- faculty-student ratios
- teacher training
- preparation for the job market
- placement records for graduate students
This would be a real service to the profession. In the meantime, I ask any administrator who is taking seriously the Leiter report to confer with the statisticians in his or her own university to get an objective measure of the soundness of these rankings’ methodologies.
Amen, Sister! The Philosophical Gourmet Report is what happens when a handful of people who take themselves far too seriously put their own institutions at the top of a phony hierarchy. I say to hell with them.
A few quick questions:
(a) What is the importance of faculty-student ratios? The Philosophical Gourmet ranking is (at least on one view) simply a guide to help undergraduate students decide which programme to apply to. If the faculty-student ratio is even 3,000-1, then this may be of no importance if those faculty teaching graduate students find themselves in a different ratio. Provided graduate seminars are of a reasonable size, then I don’t see why this is important if we have taken seriously the Gourmet’s project.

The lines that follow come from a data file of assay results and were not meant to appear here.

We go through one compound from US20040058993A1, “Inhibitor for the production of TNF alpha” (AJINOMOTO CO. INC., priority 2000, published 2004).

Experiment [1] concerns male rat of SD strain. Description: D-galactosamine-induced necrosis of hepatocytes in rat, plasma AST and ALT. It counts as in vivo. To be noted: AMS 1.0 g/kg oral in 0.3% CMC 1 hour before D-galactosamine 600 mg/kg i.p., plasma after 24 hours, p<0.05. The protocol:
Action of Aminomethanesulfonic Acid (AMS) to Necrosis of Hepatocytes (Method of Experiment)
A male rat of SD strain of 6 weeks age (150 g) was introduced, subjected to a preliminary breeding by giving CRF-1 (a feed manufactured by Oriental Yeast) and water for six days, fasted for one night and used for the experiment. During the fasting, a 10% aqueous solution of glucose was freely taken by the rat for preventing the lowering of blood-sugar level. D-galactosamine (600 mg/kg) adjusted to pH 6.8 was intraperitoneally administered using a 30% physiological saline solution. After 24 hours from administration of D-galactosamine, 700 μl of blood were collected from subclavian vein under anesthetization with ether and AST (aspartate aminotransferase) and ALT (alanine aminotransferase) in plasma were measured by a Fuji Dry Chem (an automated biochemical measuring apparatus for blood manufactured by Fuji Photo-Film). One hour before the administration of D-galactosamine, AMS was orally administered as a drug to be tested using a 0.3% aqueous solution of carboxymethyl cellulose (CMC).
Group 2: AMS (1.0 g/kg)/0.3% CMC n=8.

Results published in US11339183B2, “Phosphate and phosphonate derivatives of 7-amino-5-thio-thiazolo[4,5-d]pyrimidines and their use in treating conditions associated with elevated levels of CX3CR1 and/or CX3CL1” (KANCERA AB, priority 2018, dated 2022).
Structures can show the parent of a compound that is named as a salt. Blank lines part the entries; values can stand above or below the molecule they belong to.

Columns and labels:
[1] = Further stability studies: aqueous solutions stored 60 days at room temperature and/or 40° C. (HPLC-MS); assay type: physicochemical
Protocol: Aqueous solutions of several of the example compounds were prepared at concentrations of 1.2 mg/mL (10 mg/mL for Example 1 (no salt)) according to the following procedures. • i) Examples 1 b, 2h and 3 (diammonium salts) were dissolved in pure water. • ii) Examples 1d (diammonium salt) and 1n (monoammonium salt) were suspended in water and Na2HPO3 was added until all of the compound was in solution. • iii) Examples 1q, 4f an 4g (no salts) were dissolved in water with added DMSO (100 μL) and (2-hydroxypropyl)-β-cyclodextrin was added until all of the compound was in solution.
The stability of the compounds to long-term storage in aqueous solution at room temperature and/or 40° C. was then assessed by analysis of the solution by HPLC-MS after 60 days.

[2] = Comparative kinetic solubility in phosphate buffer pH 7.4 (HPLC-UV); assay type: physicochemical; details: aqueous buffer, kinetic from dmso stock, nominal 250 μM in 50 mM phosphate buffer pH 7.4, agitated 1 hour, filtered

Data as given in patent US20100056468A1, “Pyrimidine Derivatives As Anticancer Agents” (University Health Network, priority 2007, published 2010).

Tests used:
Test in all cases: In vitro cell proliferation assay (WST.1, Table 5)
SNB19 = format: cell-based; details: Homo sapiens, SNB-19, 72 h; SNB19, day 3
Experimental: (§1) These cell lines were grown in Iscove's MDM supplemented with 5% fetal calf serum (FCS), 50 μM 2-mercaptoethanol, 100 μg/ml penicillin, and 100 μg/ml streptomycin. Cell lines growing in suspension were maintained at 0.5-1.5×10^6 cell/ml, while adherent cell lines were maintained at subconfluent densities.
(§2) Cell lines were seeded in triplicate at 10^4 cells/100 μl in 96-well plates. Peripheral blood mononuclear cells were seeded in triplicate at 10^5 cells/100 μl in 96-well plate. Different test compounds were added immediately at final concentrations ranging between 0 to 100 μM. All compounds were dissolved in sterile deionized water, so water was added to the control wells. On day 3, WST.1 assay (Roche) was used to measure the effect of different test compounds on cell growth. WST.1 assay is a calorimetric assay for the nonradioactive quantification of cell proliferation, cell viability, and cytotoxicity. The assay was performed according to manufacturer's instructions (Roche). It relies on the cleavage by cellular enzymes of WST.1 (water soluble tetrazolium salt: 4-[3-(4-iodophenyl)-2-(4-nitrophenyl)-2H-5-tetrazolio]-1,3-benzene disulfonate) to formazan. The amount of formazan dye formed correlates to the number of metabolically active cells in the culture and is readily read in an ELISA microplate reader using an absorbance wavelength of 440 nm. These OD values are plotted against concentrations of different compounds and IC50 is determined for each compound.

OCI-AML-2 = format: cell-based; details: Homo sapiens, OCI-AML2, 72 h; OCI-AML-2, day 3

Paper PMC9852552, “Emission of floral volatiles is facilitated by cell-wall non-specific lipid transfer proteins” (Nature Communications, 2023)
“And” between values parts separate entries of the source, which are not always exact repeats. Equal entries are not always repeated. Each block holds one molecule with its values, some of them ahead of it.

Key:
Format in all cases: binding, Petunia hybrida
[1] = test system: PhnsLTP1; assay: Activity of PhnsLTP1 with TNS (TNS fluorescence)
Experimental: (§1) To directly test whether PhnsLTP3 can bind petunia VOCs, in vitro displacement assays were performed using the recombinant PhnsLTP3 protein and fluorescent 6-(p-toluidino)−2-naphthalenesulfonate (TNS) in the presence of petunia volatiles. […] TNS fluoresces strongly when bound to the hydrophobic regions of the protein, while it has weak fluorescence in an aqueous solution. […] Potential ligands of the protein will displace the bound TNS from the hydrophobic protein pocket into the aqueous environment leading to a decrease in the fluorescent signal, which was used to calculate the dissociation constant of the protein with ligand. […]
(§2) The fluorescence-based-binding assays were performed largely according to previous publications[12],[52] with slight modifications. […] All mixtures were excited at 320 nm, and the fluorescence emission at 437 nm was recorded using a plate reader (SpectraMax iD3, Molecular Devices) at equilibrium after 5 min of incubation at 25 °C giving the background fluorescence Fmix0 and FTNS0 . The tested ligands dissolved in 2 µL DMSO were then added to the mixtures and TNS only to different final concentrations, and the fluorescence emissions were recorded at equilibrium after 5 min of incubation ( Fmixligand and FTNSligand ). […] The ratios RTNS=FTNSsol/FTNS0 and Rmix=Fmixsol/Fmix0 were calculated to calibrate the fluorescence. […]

(b) What is the importance of teacher training? I do not know of any hiring where the teacher training of a candidate was discussed, let alone interrogated.
(c) Preparation for what job market? Some programmes will best enable students to find jobs in top liberal arts colleges and research universities; others will enable students to stand a reasonable chance of finding an academic job elsewhere; other programmes still are better suited to finding students jobs in non-academic jobs. I think the latter is important and requires a closer look, but preparation for the job market neglects to point out which market. Surely, for the top end of the academic market, the PGR maps this very well, indeed.
Given these large gaps and my confidence in the judgement of those involved in providing the rankings, I believe the rankings are perfectly safe reflections of the profession.
The criteria can be refined, certainly. What I had in mind was my own experience: During the course of my graduate work at the University of Texas at Austin, the graduate school made a point of preparing graduate students for teaching. And of course we got experience through being T.A.s and then lecturers. This is useful for campus interviews that involve teaching a class.
The larger issue remains: whether the Leiter rankings are rankings of the profession at large or merely rankings of what those who do the ranking think.